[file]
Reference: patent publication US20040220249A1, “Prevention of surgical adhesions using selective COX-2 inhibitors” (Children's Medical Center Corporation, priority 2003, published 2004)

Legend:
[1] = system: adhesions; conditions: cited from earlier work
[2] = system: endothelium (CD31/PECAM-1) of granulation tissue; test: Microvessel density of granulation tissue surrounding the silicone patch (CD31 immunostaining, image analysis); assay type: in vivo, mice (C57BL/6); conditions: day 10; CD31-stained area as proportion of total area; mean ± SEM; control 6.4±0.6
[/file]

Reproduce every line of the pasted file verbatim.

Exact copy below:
Reference: patent publication US20040220249A1, “Prevention of surgical adhesions using selective COX-2 inhibitors” (Children's Medical Center Corporation, priority 2003, published 2004)

Legend:
[1] = system: adhesions; conditions: cited from earlier work
[2] = system: endothelium (CD31/PECAM-1) of granulation tissue; test: Microvessel density of granulation tissue surrounding the silicone patch (CD31 immunostaining, image analysis); assay type: in vivo, mice (C57BL/6); conditions: day 10; CD31-stained area as proportion of total area; mean ± SEM; control 6.4±0.6